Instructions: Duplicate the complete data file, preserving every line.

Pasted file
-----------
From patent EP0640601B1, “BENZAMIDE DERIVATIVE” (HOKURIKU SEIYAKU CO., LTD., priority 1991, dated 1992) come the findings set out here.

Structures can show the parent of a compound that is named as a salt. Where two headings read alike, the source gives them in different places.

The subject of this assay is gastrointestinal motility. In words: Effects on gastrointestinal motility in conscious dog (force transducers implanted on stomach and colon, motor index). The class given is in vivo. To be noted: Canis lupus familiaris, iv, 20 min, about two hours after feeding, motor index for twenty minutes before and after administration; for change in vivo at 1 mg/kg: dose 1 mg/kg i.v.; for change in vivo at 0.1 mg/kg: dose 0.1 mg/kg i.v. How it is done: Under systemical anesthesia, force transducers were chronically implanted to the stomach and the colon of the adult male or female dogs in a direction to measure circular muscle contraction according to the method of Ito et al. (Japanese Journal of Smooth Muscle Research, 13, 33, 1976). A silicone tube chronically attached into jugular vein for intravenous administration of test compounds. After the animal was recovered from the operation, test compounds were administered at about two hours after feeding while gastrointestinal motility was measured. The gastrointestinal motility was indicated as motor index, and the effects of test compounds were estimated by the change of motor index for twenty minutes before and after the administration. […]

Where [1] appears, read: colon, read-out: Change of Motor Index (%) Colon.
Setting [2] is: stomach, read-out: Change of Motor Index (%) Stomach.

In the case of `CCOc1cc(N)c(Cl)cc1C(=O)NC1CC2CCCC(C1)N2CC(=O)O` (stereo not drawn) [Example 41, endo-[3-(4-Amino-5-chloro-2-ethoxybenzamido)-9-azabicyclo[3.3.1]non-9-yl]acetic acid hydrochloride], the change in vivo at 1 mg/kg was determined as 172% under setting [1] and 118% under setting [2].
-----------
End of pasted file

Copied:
From patent EP0640601B1, “BENZAMIDE DERIVATIVE” (HOKURIKU SEIYAKU CO., LTD., priority 1991, dated 1992) come the findings set out here.

Structures can show the parent of a compound that is named as a salt. Where two headings read alike, the source gives them in different places.

The subject of this assay is gastrointestinal motility. In words: Effects on gastrointestinal motility in conscious dog (force transducers implanted on stomach and colon, motor index). The class given is in vivo. To be noted: Canis lupus familiaris, iv, 20 min, about two hours after feeding, motor index for twenty minutes before and after administration; for change in vivo at 1 mg/kg: dose 1 mg/kg i.v.; for change in vivo at 0.1 mg/kg: dose 0.1 mg/kg i.v. How it is done: Under systemical anesthesia, force transducers were chronically implanted to the stomach and the colon of the adult male or female dogs in a direction to measure circular muscle contraction according to the method of Ito et al. (Japanese Journal of Smooth Muscle Research, 13, 33, 1976). A silicone tube chronically attached into jugular vein for intravenous administration of test compounds. After the animal was recovered from the operation, test compounds were administered at about two hours after feeding while gastrointestinal motility was measured. The gastrointestinal motility was indicated as motor index, and the effects of test compounds were estimated by the change of motor index for twenty minutes before and after the administration. […]

Where [1] appears, read: colon, read-out: Change of Motor Index (%) Colon.
Setting [2] is: stomach, read-out: Change of Motor Index (%) Stomach.

In the case of `CCOc1cc(N)c(Cl)cc1C(=O)NC1CC2CCCC(C1)N2CC(=O)O` (stereo not drawn) [Example 41, endo-[3-(4-Amino-5-chloro-2-ethoxybenzamido)-9-azabicyclo[3.3.1]non-9-yl]acetic acid hydrochloride], the change in vivo at 1 mg/kg was determined as 172% under setting [1] and 118% under setting [2].